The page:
Was the Lt. McIntosh who skirmished at Cedar Run in March 14th, 1862; the same guy who later led a brigade under Sheridan?
Here's to the flag we follow, Here's to the land we serve, And here's to holy honor, That doth the two preserve.
E. W. HAZEWELL.
'That a high class standing at the Military Academy does not always indicate the future successful soldier has been often proved, and in no case more forcibly than in General Custer's : his class graduated thirty-four men, of which number thirty-three were above him. His perceptive faculties, decision of character, dash, and audacity won the favor of the peculiar Kearney, the cautious McClellan, the sarcastic Pleasonton, and the impetuous Sheridan ; and these generals, with wholly different ideas and characters, trusted him with unlimited confidence. During the period that he commanded the Third Cavalry Division he captured one hundred and eleven guns, sixty-five battle-flags, and ten thousand prisoners of war.' George F. Price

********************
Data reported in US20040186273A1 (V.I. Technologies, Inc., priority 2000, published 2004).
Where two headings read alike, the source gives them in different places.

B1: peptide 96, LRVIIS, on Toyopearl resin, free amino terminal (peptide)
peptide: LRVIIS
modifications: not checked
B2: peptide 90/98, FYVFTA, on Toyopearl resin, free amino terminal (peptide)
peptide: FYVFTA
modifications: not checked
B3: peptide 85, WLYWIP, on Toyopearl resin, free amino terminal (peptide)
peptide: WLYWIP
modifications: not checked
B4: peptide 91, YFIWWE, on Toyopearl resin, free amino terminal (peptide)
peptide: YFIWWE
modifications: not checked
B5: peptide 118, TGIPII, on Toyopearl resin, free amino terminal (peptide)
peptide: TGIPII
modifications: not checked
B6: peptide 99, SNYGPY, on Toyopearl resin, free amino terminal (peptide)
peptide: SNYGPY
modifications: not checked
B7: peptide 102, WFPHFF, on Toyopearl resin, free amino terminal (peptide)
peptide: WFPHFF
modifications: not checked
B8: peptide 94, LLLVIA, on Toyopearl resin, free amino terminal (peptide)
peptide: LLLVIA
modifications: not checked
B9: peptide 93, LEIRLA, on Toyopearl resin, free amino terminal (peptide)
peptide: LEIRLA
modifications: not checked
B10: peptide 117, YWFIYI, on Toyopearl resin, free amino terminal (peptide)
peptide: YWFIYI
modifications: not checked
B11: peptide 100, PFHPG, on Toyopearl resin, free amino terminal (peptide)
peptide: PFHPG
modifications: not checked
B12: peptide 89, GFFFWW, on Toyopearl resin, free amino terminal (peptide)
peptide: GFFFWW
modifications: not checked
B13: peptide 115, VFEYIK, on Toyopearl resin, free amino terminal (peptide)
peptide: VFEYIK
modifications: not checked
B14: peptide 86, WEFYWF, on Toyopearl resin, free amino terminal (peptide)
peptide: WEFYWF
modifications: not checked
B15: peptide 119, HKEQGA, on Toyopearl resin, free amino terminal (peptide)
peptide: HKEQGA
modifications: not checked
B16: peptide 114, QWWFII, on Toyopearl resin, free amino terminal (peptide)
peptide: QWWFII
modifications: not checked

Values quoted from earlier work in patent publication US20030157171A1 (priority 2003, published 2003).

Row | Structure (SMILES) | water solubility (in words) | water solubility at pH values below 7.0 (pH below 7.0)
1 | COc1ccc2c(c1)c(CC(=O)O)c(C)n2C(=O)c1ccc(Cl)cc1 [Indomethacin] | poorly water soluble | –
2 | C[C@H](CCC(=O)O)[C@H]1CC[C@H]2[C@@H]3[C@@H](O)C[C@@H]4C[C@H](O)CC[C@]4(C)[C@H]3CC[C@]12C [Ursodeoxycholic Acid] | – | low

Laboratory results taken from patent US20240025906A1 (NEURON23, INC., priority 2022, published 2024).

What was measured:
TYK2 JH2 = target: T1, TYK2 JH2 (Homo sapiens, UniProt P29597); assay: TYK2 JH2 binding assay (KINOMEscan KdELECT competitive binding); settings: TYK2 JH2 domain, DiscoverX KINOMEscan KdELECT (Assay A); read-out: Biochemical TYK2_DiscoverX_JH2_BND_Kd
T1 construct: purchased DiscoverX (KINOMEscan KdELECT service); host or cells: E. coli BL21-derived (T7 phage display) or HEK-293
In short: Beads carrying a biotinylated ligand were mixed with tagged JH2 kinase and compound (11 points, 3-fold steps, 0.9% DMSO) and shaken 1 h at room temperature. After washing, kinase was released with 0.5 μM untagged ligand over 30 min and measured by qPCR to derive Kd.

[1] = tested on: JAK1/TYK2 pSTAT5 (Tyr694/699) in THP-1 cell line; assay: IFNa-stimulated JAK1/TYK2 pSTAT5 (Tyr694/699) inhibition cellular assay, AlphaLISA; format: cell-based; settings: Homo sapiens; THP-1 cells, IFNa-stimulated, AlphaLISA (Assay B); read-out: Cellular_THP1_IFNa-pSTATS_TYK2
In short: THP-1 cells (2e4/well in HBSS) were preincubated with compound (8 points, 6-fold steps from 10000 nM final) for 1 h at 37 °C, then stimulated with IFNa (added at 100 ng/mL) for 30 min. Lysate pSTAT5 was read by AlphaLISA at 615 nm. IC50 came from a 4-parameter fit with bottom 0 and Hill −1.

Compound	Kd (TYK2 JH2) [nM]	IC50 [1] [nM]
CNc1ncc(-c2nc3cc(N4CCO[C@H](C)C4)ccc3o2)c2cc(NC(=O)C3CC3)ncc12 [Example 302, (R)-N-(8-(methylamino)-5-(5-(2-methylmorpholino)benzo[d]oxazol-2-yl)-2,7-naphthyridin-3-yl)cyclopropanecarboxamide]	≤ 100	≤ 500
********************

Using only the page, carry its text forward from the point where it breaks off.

I was earlier browsing some of the piffle that spewed forth by Reno at his Inquiry - he was rather good at it, wasn't he.
Well, sir; I had known Gen. Custer a long time, and had no confidence in his ability as a soldier. I had known him all through the war. Marcus A. Reno
Last Edit: Feb 21, 2016 0:23:06 GMT -5 by moderator
Two couriers came up from Custer requesting re-inforcement, and announcing that he was advancing on the enemy.